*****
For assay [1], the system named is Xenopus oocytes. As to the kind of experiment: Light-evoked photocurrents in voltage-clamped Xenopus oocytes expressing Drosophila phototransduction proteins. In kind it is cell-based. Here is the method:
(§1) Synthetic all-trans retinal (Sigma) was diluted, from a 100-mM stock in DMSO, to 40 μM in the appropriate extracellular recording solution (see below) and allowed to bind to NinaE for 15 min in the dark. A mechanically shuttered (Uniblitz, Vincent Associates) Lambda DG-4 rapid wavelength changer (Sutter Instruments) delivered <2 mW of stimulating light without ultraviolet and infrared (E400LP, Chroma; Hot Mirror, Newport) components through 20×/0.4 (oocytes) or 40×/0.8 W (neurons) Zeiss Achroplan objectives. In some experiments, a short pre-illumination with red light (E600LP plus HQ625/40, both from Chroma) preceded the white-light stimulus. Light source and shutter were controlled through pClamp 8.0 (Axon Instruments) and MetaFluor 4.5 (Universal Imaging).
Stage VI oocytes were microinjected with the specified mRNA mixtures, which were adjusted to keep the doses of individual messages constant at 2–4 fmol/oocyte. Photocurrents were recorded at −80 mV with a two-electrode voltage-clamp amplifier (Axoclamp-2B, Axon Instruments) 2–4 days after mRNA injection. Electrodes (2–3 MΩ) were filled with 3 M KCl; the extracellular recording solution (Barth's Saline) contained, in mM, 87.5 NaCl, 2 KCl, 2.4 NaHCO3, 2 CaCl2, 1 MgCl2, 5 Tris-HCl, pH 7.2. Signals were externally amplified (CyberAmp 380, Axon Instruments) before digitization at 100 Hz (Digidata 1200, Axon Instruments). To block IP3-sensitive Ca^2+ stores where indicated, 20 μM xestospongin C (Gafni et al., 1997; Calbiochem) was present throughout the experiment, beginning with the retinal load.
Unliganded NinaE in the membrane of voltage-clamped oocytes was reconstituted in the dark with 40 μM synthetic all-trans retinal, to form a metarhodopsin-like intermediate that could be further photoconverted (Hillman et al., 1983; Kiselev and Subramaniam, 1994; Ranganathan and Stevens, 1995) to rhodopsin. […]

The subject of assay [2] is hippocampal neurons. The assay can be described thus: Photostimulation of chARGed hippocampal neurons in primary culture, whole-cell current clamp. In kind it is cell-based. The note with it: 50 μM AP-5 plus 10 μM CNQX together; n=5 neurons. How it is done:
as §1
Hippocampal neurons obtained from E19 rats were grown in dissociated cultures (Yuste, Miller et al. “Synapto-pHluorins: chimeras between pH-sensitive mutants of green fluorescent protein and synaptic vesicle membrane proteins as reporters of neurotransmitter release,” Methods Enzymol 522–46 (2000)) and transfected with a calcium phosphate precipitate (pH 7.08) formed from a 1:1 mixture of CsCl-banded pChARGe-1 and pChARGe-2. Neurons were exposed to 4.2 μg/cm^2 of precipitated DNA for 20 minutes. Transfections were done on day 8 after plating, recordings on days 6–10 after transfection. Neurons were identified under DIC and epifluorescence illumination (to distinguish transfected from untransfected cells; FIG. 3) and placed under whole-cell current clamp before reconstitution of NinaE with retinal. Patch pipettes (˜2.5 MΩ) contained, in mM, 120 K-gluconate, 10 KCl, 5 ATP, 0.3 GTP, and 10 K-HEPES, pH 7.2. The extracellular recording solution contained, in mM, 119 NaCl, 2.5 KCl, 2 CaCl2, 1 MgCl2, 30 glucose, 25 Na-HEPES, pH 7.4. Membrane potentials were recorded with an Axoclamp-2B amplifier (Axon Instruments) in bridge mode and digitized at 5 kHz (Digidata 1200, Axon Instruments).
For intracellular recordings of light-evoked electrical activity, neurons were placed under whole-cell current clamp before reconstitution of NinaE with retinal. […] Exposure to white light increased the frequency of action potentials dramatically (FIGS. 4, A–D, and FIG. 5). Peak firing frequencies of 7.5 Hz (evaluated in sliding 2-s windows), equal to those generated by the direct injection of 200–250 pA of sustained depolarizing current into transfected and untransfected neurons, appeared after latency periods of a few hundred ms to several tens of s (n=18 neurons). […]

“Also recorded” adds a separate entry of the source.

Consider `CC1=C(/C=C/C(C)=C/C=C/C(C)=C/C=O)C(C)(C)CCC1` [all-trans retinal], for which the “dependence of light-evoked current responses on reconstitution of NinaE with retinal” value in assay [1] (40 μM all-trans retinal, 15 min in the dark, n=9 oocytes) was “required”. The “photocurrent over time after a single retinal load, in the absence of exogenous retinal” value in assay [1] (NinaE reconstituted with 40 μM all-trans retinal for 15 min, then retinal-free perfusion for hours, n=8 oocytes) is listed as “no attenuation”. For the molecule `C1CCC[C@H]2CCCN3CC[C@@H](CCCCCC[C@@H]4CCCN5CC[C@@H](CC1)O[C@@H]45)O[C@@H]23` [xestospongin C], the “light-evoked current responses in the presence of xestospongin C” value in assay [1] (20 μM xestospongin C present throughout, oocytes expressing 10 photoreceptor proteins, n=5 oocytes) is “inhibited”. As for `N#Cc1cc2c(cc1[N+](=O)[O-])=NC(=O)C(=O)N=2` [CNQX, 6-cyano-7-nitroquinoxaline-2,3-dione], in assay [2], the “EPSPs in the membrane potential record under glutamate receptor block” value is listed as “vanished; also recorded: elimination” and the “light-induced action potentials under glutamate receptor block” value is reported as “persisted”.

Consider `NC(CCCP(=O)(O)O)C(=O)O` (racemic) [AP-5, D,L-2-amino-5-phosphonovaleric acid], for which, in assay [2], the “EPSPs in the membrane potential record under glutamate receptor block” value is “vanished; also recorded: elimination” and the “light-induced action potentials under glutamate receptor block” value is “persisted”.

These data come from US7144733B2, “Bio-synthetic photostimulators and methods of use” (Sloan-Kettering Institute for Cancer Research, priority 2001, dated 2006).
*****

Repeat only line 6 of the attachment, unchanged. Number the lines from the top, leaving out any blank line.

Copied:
as §1